At NAB2007, Harris and LG Electronics will introduce a new mobile in-band digital TV system called MPH, short for Mobile-Pedestrian-Handheld. The system will let television broadcasters continue to transmit a main DTV service stream for existing DTV and HDTV services as well as an MPH stream for mobile reception with special MPH receivers.
According to the companies, MPH is backward compatible with existing ATSC 8-VSB transmission and receiving equipment and offers the ability to receive broadcast signals with a single antenna while moving at high speeds — even through urban areas where large buildings and other structures create dynamic multipath conditions.
MPH is fully compatible with the ATSC transmission standard, including PSIP data and the ATSC A/110 distributed transmitter standard, said Harris vice president Jay Adrick. The new mobile system has been tested in the lab for compatibility and underwent field trials at WBNS-DTV in Columbus, OH.
During the WBNS trials, the station simultaneously transmitted its primary digital HDTV stream and two MHP channels in its allotted 19.4Mb/s DTV channel. A total of 4.4Mb/s were devoted to the MHP channels, said Adrick. The system allows broadcasters flexibility in assigning bandwidth to the in-band mobile channels, depending upon the number of channels they wish to transmit and how robust they desire the mobile channels to be.
LG Electronics envisions a range of potential products employing MPH receivers, said company vice president John Taylor. MPH receivers could be built into cell phones, portable battery-powered digital televisions, personal DVD player/viewers and passenger and commuter vehicles. Where it finds a home ultimately will be up to broadcasters, said Taylor, because localism will play a significant role in how the reception technology is productized.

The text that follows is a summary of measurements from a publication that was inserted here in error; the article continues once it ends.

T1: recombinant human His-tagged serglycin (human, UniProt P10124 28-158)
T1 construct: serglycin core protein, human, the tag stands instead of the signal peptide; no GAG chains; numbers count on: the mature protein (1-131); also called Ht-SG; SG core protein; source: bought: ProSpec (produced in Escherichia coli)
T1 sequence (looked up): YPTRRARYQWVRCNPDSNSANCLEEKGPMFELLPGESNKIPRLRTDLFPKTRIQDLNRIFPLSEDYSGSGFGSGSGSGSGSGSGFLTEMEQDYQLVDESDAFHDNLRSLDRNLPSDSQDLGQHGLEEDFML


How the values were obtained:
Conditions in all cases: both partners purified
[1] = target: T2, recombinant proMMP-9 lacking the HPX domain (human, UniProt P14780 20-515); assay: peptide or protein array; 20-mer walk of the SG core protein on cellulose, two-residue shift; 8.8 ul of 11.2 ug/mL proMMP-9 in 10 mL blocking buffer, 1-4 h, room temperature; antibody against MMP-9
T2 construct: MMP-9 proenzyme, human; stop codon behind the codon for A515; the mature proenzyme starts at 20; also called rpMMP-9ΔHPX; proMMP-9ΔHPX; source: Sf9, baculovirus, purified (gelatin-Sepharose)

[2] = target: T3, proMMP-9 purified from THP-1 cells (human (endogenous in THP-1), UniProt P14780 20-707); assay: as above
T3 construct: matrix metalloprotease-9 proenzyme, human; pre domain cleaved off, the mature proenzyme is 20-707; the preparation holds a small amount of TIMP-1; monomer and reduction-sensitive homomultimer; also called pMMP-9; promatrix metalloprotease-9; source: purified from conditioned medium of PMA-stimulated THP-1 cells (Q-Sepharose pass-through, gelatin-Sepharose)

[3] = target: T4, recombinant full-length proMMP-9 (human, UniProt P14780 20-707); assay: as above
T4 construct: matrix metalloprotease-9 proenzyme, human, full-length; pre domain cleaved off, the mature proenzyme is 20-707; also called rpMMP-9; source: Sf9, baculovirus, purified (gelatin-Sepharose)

According to Adrick, an undisclosed manufacturer of automotive receivers is seriously discussing the use of MPH receivers for viewing by children and other passengers in the back seats of vehicles.
MPH receivers also could fill an existing void in the DTV landscape. "We see there is a need for battery-operated digital TV devices in times of emergencies and disasters," said Taylor. "The need for the media and the government to be able to communicate with the public is paramount in a disaster."
To begin transmitting an MPH channel, broadcasters will need an MPH encoder, a transport stream multiplexer to add in an MPH channel and an MPH-enabled exciter, Adrick said. MPH relies on MPEG-4 H.264-based encoding. At NAB2007, Harris will show modular MPH encoders that plug into its NetVX platform.
Adding a single MPH channel to an existing DTV transmitter facility will cost about $100,000, said Adrick. As envisioned by Adrick, a station will be able to add three MPH channels and the necessary playback servers and associated program origination equipment for about $500,000.
At NAB2007, the companies will release a paper with technical details about the MPH system. Harris will feature the MPH technology in its NAB2007 booth (N2502). Those attending the show can also see MPH at the ATSC Hot Spot outside the exhibit floor in the South Hall of the Las Vegas Convention Center on the upper floor.
LG Electronics U.S. research subsidiary Zenith Electronics and Harris jointly developed MPH. The MPH system becomes the second mobile TV system proposed to U.S. broadcasters, joining Samsung's Advanced-VSB system, which has undergone testing by the Sinclair Broadcast Group and was shown publicly at the 2007 CES International trade show in Las Vegas at the beginning of the year.